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Posted By Tony Melton Florence County Extension Agent

    In the south we could care less about the frost on the pumpkins but frost on the collards making them sweet is another story.  The cold temperatures does effect the amount of starches changed to sugars within a collard leaf, giving it that sweeter flavor. The moral of the story is that even in the south cold temperatures can have an effect on the growth of plants.  


    If you are of what I call the northern persuasion, it is a different world down in the south.  The soil does not freeze and things grow during the winter here.  Even deciduous plants that lose their leaves will have roots that grow and develop in the winter.  Therefore, all plants with roots in the ground or pots will benefit from mulching. Like a quilt over you, mulch will give plants protection from the cold temperatures and desiccating winds that are ahead of us.  Insulating plants from nature’s insults with a three to four inch layer of a light mulch will make them much healthier.  A healthier, happier plant now will help it survive our brutally hot summers.  It amazes me how similar plants and people are.  You probably live in the south for the winters, and much like me plants cannot afford a summer house in the mountains.

   
    Remember, too, that organic mulch made from once-living materials is going to break down and provide nutrients to your plant. It is more trouble to use mulch that needs to be added to once or twice a year, but every inch that disappears is transformed into humus and results in richer, more productive soil.  Earthworms and their compatriots will devour that smorgasbord and your plants’ roots will thrive in a loose, moist, and nutrient rich environment.  However there is another difference in the south, organic matter does not stay around long.  It degrades quickly and must be continually added to the soil.

    Clemson University Cooperative Extension Service offers its programs to people of all ages, regardless of race, color, sex, religion, national origin, disability, political beliefs, sexual orientation, marital or family status and is an equal opportunity employer.  If you enjoy gardening and using flowers and plants in decorations, please watch Down Home with Tony and Amanda on Thursday nights at 8:00 pm on the SC Channel (ETV's digital station). If you don't get that channel, you can go to www.mig.org, select streaming video, and scroll down to where our shows are archived.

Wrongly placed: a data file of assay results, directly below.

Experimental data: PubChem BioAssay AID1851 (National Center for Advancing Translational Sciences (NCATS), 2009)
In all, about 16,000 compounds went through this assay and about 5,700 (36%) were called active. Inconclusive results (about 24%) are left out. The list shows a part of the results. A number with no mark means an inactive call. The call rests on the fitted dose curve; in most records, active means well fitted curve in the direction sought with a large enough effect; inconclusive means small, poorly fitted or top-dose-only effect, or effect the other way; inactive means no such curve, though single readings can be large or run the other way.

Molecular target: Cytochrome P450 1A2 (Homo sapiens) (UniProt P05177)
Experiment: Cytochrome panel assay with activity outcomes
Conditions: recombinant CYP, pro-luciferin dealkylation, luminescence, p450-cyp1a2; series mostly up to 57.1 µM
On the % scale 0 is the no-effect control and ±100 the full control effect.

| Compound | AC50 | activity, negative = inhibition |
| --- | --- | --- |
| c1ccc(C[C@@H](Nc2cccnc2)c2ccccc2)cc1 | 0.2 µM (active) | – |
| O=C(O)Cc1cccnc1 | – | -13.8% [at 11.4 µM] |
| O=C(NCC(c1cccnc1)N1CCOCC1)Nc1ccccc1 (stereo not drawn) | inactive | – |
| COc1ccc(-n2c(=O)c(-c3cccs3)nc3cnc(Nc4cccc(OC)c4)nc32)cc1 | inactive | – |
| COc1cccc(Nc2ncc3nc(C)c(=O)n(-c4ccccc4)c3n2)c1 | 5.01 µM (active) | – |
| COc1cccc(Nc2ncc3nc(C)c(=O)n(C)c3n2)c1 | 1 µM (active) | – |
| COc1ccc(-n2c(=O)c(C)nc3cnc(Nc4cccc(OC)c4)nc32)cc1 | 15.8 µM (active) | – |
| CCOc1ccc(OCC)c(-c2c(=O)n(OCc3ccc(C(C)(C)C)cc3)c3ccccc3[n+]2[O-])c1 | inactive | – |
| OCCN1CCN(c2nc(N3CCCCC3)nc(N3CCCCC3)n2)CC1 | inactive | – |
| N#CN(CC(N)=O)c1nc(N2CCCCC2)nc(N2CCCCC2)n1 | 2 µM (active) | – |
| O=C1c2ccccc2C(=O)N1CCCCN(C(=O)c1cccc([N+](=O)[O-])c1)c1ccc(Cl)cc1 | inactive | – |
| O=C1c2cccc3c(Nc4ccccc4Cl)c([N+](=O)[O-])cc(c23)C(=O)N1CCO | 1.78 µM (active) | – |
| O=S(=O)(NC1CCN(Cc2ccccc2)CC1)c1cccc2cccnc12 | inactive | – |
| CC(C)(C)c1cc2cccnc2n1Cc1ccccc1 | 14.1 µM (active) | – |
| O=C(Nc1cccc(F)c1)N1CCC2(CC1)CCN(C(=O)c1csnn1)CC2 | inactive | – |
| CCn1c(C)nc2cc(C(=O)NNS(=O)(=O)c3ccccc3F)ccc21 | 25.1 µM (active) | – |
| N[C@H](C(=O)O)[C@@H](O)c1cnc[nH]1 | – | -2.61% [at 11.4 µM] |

Posted By Tony Melton Florence County Extension Agent

   If you haven't heard the news, Agri-Business is again the number one sector of our state's economy.  No matter how bad the economic news is, we all need food, clothing, and shelter.  Agriculture supplies us with these basic requirements of life.  In this list I would even include the non-traditional forms of agriculture like ornamental production.  I didn't understand this until I heard Mr. Larry Weeks, the owner of Long Acre Nursery in Florence, say , "The nursery business is really inflation proof; when times get hard, people stay home and garden."  Add to this our basic need for beautiful surroundings, environmental concerns, and the demand for Certified SC grown - maybe these are some of the reasons why we had an excellent turn out for the Fall Flower Festival at the Pee Dee State Farmers Market.

    Agriculture is as varied, beautiful, and colorful as the fall colors in our forests.  In fact forest products are a major part of agriculture.  It may surprise many folks but trees are a major crop that can be intensely managed to provide us with a vast array of essentials from houses to food additives.  Once I had to give an agriculture tour for a group of six graders and one of our stops was centered on forest products - even I was surprised to learn that forest products are used as a food additive in ice cream.

     I love the fall colors including the oranges.  Sweet potatoes, pumpkins, carrots, and mums brighten and add spice to our lives.  In fact, I would probably not be here if it were not for the lowly sweet potato.   After harvest, Daddy would bed our harvested sweet potatoes and all winter long we ate sweet potato after sweet potato after sweet potato.  It took a few years and a lot of maturing, but now I love sweet potatoes again.

    I have to be bipartisan to the colleges in SC - so I even love the reds.  The reds in apples, tomatoes, and peppers seem to be connected to great health benefits.  The Certified SC Grown Program is really helping to promote many traditional SC products. For instance, even with the high prices associated with mountain land, apples are still being grown in SC because consumers prefer local fruits and vegetables.

    Finally, the colors of fall are endless but I need to mention the greens.  Turnips, mustards, and collards are called "Greens" simply because they are green.  Greens can be grown in SC all winter long.  Green reminds us of growth, prosperity, and life.  I love greens because they broke the monotony of sweet potatoes and even in the coldest, darkest, and toughest times we had greens.  Even in the tough economic times we are presently going through remember - in SC we have greens and maybe hope even in the middle of winter.

Clemson University Cooperative Extension Service offers its programs to
people of all ages, regardless of race, color, sex, religion, national origin, disability, political beliefs, sexual orientation, marital or family status and is an equal opportunity employer.
If you enjoy gardening and using flowers and plants in decorations, please watch Down Home with Tony and Amanda on Thursday nights at 8:00 pm on the SC Channel.  If you don't get that channel, you can go to www.mig.org <http://www.mig.org>.

 


 

 

 
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